A Critical Analysis of the President's Emergency Plan for Aids Relief (PEPFAR) and Its Emphasis on Abstinence-Only Prevention Public Deposited

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  • February 27, 2019
  • Markiewicz, Milissa
    • Affiliation: Gillings School of Global Public Health, Public Health Leadership Program
  • The President's Emergency Plan for AIDS Relief (PEPFAR) is the most recent in a series of policies aimed at promoting abstinence-only education over comprehensive sex education- those that combine information on abstinence, monogamy, and contraceptive use. United States policies promoting abstinence as the sole option for youth are as old as the AIDS pandemic itself- originating in 1981 with the Adolescent Family Life Act. PEPFAR represents the first exporting of abstinence-only education to developing nations besieged by HIV/AIDS. Numerous. evaluations have been conducted on the relative effectiveness of abstinence-only education and comprehensive sex education programs. These studies overwhelming illustrate the failure of abstinence-only programs to achieve their goals, while demonstrating the effectiveness of comprehensive sex education in delaying sex, reducing partners, and increasing contraceptive use. In support of this extensive evidence, several health organizations and associations - including the American Public Health Association, the Society for Adolescent Medicine, and the American Academy of Pediatricians - have generated policy statements supporting comprehensive sex education for youth. Despite the evidence, PEPFAR requires that two-thirds of funds available for prevention of the sexual transmission of HIV/AIDS be restricted to abstinence-only education interventions. PEPFAR and its supporters claim that abstinence-only education is an African solution to HIV/AIDS, citing Uganda's success in lowering its prevalence using what has come to be known as the ABC Model- Abstain, Be faithful, use Condoms. However, PEPFAR has significantly altered - some would say distorted - the Ugandan model. PEPFAR requires that donor recipients separate AB from C and remove information on contraception and condom use from their schools - in effect, transforming a model of comprehensive sex education for all into one that is essentially abstinence-only for youth. There has been an international outcry against PEPFAR and its feared impact on the HIV/AIDS pandemic. Meanwhile, Uganda - which receives more PEPFAR funds than any other country - reported in 2005 that the decline in the country's HIV prevalence rate has stagnated and even increased over the past three years, rising from 6.2 percent in 2002 to 7.1 percent in 2005 (UAC, 2005). Several U.S. policymakers have reexamined PEPFAR and legislation has been introduced in the House of Representatives to amend PEPFAR. It is critical that the PEPFAR's abstinence-only funding requirements be repealed, and that the ban on condom education for youth be lifted. On a larger scale, PEPFAR stands as a glaring example of ideology trumping evidence-based best practice. Clearly, we cannot assume that U.S. policymakers will support evidence-based best practices in IDV prevention. Therefore, health legislation with its potential for life or death consequences must be subject to review and approval by an independent panel of health experts.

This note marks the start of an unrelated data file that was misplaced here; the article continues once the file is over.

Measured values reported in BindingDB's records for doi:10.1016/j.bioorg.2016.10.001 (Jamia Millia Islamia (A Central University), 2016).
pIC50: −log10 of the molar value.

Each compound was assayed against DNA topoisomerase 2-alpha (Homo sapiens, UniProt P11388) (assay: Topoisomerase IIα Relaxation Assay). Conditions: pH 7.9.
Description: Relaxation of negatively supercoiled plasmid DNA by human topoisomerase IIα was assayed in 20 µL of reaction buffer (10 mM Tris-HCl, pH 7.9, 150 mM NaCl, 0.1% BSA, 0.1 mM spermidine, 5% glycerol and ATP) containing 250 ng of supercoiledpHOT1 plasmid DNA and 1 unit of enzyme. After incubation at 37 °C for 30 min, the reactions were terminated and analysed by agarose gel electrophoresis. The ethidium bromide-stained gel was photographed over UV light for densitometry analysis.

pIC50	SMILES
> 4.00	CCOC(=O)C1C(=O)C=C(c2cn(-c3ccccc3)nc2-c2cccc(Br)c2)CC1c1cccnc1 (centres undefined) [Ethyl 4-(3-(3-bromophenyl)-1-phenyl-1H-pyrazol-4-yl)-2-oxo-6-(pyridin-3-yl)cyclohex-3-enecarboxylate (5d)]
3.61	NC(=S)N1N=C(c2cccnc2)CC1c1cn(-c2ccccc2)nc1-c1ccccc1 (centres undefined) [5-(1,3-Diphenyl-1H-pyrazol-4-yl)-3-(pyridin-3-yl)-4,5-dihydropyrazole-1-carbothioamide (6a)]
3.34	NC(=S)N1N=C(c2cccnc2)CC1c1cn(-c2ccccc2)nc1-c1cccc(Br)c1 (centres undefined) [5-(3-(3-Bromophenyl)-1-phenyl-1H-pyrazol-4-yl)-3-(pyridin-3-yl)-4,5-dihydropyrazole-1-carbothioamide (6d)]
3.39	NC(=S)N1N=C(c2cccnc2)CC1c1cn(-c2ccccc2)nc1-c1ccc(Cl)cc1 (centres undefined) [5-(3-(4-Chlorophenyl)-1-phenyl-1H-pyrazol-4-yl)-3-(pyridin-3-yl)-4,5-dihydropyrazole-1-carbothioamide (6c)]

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  • In Copyright
  • Paper type: Research or research design
  • Pavlica, Hollie
  • Master of Public Health
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  • University of North Carolina at Chapel Hill
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  • 564d1737-ca9b-4211-9c3e-c1926665c3df

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